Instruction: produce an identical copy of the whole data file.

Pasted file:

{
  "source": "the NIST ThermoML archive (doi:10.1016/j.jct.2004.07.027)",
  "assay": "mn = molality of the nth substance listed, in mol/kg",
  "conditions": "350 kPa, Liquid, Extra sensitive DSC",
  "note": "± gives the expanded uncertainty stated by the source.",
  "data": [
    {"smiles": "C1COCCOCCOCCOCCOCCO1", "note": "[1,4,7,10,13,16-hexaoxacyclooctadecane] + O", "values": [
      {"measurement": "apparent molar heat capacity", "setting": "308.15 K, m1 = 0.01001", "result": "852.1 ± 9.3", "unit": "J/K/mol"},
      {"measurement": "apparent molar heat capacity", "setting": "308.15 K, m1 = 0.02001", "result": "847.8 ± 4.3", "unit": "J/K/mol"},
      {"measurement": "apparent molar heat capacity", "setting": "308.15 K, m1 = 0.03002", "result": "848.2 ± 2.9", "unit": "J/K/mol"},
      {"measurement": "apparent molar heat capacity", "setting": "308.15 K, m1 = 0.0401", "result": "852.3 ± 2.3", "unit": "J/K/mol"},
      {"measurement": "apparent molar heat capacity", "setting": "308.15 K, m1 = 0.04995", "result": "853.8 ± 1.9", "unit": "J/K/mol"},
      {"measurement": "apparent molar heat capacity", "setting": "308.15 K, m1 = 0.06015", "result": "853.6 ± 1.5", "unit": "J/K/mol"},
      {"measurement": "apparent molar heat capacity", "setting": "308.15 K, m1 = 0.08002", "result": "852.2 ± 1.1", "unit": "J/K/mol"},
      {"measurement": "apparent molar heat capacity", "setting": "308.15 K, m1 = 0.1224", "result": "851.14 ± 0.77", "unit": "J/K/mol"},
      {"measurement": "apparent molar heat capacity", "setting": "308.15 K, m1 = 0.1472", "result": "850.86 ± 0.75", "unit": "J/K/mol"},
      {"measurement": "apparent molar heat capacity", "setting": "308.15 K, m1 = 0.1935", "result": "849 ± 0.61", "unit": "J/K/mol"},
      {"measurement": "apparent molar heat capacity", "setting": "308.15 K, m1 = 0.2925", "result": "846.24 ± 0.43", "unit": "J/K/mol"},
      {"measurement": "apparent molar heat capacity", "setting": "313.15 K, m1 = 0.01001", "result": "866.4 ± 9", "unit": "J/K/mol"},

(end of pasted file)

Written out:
{
  "source": "the NIST ThermoML archive (doi:10.1016/j.jct.2004.07.027)",
  "assay": "mn = molality of the nth substance listed, in mol/kg",
  "conditions": "350 kPa, Liquid, Extra sensitive DSC",
  "note": "± gives the expanded uncertainty stated by the source.",
  "data": [
    {"smiles": "C1COCCOCCOCCOCCOCCO1", "note": "[1,4,7,10,13,16-hexaoxacyclooctadecane] + O", "values": [
      {"measurement": "apparent molar heat capacity", "setting": "308.15 K, m1 = 0.01001", "result": "852.1 ± 9.3", "unit": "J/K/mol"},
      {"measurement": "apparent molar heat capacity", "setting": "308.15 K, m1 = 0.02001", "result": "847.8 ± 4.3", "unit": "J/K/mol"},
      {"measurement": "apparent molar heat capacity", "setting": "308.15 K, m1 = 0.03002", "result": "848.2 ± 2.9", "unit": "J/K/mol"},
      {"measurement": "apparent molar heat capacity", "setting": "308.15 K, m1 = 0.0401", "result": "852.3 ± 2.3", "unit": "J/K/mol"},
      {"measurement": "apparent molar heat capacity", "setting": "308.15 K, m1 = 0.04995", "result": "853.8 ± 1.9", "unit": "J/K/mol"},
      {"measurement": "apparent molar heat capacity", "setting": "308.15 K, m1 = 0.06015", "result": "853.6 ± 1.5", "unit": "J/K/mol"},
      {"measurement": "apparent molar heat capacity", "setting": "308.15 K, m1 = 0.08002", "result": "852.2 ± 1.1", "unit": "J/K/mol"},
      {"measurement": "apparent molar heat capacity", "setting": "308.15 K, m1 = 0.1224", "result": "851.14 ± 0.77", "unit": "J/K/mol"},
      {"measurement": "apparent molar heat capacity", "setting": "308.15 K, m1 = 0.1472", "result": "850.86 ± 0.75", "unit": "J/K/mol"},
      {"measurement": "apparent molar heat capacity", "setting": "308.15 K, m1 = 0.1935", "result": "849 ± 0.61", "unit": "J/K/mol"},
      {"measurement": "apparent molar heat capacity", "setting": "308.15 K, m1 = 0.2925", "result": "846.24 ± 0.43", "unit": "J/K/mol"},
      {"measurement": "apparent molar heat capacity", "setting": "313.15 K, m1 = 0.01001", "result": "866.4 ± 9", "unit": "J/K/mol"},